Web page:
Keeping It Fresh
Monday, E talked about writing cops, which got me thinking about something that’s been niggling at me for a while now—keeping my work fresh. Fresh, I suppose, might not be the correct term. Unique would be more accurate.
Look at any RS book and what do you find? Cops. Whether that be city, county, state, federal, you find cops. It makes sense. Law enforcement is an inherent part of meaningful conflict and tension when we’re writing about murder, rape, drugs, assault, theft, conspiracy, etc
I suppose there doesn’t have to be a strong LE presence in such situations—Elisabeth does a fine job of creating suspense using these elements with no cop in sight.
For me, the cop always takes the lead, elbowing their way into the spotlight. Hence, I write a lot of cops.
To keep things fresh, I’ve stretched into different rolls for my cops—sheriff, F.B.I., C.I.A. (I know—C.I.A. aren’t really cops, but you know what I mean.) I also do tweak my characters to make the story unique—or at least I try.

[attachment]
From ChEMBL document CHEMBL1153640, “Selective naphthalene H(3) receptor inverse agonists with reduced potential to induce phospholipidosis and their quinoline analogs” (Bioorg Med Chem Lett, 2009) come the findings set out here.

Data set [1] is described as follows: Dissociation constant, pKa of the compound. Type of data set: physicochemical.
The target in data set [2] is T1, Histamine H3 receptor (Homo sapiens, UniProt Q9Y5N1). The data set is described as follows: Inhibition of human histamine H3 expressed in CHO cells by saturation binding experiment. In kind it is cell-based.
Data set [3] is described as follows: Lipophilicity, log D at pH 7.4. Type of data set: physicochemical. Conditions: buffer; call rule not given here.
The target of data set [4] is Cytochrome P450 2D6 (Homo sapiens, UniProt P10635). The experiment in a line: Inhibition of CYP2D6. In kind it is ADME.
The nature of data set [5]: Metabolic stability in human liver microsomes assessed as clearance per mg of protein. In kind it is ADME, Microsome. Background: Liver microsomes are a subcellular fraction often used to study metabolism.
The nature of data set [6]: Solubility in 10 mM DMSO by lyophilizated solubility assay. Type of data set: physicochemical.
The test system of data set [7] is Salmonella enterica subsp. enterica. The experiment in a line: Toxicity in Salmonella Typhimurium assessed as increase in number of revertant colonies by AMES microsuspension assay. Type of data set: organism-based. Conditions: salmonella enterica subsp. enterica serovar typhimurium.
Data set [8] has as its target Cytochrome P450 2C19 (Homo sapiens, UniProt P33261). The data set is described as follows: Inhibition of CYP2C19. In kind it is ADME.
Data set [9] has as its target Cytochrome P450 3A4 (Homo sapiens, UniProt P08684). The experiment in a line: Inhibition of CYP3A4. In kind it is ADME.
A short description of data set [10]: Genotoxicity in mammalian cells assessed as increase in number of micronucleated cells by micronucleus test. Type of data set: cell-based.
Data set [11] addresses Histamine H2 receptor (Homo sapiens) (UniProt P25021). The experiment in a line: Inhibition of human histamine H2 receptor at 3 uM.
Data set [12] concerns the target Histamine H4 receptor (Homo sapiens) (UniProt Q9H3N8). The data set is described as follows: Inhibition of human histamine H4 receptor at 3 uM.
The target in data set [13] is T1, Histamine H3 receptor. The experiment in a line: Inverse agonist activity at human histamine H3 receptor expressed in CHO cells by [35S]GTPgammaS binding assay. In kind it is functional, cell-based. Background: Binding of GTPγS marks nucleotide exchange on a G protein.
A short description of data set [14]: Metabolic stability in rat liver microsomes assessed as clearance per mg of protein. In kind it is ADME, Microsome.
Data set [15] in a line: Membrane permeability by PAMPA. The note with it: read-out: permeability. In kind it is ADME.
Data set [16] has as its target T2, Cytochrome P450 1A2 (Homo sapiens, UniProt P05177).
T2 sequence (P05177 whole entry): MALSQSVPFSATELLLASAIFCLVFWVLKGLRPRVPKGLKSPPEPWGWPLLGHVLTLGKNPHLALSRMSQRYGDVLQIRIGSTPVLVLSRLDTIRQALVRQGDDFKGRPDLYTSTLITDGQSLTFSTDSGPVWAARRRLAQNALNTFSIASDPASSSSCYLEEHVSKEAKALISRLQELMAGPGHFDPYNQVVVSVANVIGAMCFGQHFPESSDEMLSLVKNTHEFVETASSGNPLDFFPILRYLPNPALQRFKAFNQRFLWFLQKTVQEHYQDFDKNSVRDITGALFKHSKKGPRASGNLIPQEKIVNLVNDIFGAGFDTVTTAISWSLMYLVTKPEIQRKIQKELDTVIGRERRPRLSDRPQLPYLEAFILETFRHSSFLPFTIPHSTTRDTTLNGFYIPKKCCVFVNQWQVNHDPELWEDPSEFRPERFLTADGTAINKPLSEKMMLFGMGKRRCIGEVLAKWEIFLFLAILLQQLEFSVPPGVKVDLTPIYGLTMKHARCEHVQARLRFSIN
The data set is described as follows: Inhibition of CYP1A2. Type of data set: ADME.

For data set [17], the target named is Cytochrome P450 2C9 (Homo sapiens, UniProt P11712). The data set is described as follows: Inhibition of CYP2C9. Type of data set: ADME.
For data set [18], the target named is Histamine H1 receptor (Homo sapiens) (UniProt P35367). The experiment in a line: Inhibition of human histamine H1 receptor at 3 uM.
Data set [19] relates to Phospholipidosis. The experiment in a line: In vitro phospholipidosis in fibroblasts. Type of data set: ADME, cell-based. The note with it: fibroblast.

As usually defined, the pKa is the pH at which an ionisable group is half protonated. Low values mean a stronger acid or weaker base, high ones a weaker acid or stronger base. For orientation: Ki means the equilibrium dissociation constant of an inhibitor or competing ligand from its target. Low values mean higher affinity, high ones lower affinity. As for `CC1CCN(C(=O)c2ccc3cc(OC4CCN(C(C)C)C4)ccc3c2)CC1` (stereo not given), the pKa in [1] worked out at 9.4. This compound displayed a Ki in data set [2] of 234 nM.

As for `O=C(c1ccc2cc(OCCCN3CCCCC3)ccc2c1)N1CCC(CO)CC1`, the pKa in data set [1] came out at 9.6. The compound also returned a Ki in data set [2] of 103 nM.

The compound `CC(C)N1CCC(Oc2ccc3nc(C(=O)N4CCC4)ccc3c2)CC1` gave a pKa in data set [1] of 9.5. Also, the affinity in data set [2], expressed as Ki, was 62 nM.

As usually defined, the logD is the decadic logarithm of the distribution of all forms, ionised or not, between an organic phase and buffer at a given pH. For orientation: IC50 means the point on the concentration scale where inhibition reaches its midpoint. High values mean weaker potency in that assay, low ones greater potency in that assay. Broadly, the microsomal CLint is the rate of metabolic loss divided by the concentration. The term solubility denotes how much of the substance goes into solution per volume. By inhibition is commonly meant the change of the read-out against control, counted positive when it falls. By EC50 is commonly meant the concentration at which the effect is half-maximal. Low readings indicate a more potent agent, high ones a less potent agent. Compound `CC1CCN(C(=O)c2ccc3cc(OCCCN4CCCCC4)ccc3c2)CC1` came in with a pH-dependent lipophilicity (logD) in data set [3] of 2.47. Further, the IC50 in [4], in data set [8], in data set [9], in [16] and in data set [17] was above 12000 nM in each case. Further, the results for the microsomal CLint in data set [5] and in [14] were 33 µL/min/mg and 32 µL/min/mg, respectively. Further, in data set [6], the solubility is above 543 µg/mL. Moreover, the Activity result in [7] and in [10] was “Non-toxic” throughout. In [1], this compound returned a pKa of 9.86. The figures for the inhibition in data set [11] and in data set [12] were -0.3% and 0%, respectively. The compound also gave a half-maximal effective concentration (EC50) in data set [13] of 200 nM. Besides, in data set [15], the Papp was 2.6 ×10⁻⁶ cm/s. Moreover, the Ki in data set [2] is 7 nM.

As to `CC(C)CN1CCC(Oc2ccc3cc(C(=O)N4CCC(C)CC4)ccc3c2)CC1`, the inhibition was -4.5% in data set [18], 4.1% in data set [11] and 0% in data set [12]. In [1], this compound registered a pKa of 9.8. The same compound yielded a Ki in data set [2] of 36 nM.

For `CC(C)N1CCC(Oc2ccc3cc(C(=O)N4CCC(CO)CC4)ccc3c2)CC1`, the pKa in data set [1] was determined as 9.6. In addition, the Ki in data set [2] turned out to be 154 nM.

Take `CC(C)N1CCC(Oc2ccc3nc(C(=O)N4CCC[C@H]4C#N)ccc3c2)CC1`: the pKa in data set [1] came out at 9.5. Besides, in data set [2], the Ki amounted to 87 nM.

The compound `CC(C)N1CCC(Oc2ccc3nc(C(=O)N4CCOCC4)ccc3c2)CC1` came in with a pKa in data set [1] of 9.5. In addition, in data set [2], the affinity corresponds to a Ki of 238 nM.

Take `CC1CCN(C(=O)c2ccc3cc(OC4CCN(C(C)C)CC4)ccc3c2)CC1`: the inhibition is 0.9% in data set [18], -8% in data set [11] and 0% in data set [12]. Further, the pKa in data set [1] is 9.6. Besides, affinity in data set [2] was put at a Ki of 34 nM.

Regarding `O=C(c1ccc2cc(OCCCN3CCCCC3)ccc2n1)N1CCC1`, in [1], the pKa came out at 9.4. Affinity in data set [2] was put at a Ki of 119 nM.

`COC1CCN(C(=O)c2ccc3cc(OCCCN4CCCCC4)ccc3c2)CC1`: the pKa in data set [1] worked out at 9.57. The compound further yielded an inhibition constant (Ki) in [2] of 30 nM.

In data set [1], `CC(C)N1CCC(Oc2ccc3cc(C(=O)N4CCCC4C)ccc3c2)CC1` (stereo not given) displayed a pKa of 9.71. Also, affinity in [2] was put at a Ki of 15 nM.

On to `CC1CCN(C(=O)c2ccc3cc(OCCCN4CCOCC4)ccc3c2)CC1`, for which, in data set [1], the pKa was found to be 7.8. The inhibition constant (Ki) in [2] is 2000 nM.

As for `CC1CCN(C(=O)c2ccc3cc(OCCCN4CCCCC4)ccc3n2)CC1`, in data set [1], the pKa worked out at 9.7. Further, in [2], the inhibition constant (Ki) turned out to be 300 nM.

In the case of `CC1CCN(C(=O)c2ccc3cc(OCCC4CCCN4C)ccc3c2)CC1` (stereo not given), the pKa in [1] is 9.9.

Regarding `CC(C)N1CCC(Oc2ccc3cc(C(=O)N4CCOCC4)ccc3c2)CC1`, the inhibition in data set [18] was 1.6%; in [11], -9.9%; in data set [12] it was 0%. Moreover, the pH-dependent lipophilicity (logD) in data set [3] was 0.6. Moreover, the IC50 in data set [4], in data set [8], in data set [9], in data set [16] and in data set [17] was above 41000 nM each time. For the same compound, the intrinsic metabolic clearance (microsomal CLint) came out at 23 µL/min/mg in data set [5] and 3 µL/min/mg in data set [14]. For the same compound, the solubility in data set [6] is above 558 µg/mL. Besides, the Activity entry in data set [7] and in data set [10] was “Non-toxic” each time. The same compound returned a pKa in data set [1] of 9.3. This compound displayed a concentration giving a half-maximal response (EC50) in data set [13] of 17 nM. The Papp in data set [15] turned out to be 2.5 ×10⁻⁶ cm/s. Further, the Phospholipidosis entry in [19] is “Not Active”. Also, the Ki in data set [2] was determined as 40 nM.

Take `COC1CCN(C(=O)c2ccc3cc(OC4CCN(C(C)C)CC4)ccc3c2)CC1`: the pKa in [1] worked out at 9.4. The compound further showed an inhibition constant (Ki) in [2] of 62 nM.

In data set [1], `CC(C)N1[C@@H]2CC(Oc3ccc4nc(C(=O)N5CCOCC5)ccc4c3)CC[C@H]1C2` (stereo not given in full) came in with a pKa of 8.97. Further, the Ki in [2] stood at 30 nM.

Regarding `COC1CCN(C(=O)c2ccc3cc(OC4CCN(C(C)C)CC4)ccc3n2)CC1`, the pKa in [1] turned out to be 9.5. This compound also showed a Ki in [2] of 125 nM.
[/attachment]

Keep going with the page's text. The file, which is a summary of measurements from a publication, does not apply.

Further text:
One of my detectives is a people reader. He has the highest case closure rate in the department because he’s studied body language, honed his intuition and used it to gather and uncover information.
In my current WIP, I’ve pitted the F.B.I. against the C.I.A. with my F.B.I. heroine dedicated to rules, regulations, step by step investigative techniques, never coloring outside the lines, and my C.I.A. hero entrenched in lies and aliases and manipulation as a way of life. How will they ever solve a case? How will they ever fall in love? How will they find a way to live together? I don’t know. I’m still waiting for them to tell me.
Of course this has all been done before. Jeffrey Deaver has a new novel out where the heroine interrogator is a kinesics specialist, and the way he depicts his heroine reading people through the story is both educational and entertaining. And pitting the hero against the heroine is surely nothing new—it’s called conflict.
Something I’ve been toying with lately is switching roles—take the male role and put it on the female—not all that difficult, but taking the female roll and placing it on the hero? When I attempt that, I’ll be taking on another challenge in my writing.
I’m coming to realize freshness is more a combination of elements rather than just one—character afflictions, conflict depth and origination, plot complexities and, of course, voice.
How do you keep the freshness and originality in your writing? What have you seen other writers do to attain their uniqueness? Which writers do you feel do this well?
Labels: Joan's posts